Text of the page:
By John Crowe Ransom
Beautifully Janet slept
Till it was deeply morning. She woke then
And thought about her dainty-feathered hen,
To see how it had kept.
One kiss she gave her mother,
Only a small one gave she to her daddy
Who would have kissed each curl of his shining baby;
No kiss at all for her brother.
“Old Chucky, Old Chucky!” she cried,
Running across the world upon the grass
To Chucky’s house, and listening. But alas,
Her Chucky had died.
It was a transmogrifying bee
Came droning down on Chucky’s old bald head
And sat and put the poison. It scarcely bled,
But how exceedingly
And purply did the knot
Swell with the venom and communicate
Its rigour! Now the poor comb stood up straight
But Chucky did not.
So there was Janet
Kneeling on the wet grass, crying her brown hen
(Translated far beyond the daughters of men)
To rise and walk upon it.
And weeping fast as she had breath
Janet implored us, “Wake her from her sleep!”
And would not be instructed in how deep
Was the forgetful kingdom of death.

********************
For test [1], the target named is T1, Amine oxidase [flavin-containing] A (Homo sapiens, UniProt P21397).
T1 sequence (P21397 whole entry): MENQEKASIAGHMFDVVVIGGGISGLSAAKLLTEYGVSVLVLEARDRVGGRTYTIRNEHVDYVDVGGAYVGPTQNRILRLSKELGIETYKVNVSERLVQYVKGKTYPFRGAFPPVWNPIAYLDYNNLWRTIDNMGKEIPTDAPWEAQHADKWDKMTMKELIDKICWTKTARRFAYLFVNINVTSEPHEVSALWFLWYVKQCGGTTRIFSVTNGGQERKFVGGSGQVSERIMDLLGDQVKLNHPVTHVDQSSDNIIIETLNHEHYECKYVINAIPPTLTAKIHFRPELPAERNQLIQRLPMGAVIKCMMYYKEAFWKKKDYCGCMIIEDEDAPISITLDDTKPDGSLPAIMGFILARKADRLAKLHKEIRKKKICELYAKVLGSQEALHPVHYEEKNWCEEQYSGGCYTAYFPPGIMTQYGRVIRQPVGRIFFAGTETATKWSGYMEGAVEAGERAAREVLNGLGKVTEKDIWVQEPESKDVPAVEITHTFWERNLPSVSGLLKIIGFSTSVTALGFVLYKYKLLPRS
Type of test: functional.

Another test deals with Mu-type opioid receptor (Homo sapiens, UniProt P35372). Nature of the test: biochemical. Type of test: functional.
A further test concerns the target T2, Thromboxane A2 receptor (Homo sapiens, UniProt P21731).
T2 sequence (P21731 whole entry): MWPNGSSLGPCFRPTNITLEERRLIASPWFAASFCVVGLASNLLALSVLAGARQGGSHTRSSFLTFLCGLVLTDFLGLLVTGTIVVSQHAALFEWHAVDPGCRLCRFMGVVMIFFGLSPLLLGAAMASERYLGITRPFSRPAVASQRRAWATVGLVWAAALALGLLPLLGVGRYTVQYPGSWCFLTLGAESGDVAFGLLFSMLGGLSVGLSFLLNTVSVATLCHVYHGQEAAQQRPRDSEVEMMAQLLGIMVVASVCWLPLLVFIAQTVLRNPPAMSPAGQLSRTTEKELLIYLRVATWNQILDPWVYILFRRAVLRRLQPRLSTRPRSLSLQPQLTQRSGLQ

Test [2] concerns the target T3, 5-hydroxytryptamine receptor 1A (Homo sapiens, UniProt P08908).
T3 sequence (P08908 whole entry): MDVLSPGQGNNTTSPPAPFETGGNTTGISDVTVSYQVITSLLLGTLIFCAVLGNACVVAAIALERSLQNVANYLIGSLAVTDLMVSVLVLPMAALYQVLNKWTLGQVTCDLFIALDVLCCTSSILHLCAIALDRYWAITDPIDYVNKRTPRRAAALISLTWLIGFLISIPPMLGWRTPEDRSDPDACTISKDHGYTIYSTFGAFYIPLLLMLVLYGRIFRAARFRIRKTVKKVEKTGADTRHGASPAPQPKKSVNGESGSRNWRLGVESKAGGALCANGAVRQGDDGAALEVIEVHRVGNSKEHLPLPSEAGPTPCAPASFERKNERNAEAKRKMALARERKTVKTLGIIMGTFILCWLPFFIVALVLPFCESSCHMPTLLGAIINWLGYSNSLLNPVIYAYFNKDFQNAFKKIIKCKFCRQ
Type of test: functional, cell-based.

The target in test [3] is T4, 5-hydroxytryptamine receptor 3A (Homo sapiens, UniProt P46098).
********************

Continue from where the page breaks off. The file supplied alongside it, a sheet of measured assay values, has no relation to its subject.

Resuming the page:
John Crowe Ransom, "Janet Waking" from Selected Poems, Third Edition, Revised and Enlarged. Copyright © 1924, 1927 by Alfred A. Knopf, Inc and renewed 1952, 1955 by John Crow Ransom. Used by permission of Alfred A. Knopf, an imprint of the Knopf Doubleday Publishing Group, a division of Random House LLC. All rights reserved.
Source: Selected Poems Third Edition (Alfred A. Knopf, 1978)
Poet and Critic John Crowe Ransom grew up in Tennessee and attended Oxford and Vanderbilt University, where he taught for many decades. Though his career as a poet was short—most of his poems were published in a three year period—he enjoyed acclaim throughout his life. His short, traditional lyric poems, often filled with wit and irony, use both mythological allusions and situations from everyday life to examine the metaphysical difficulties of love and death. In poems such as “Janet Waking” he shows the instability of life and the difficulty of understanding its changes.
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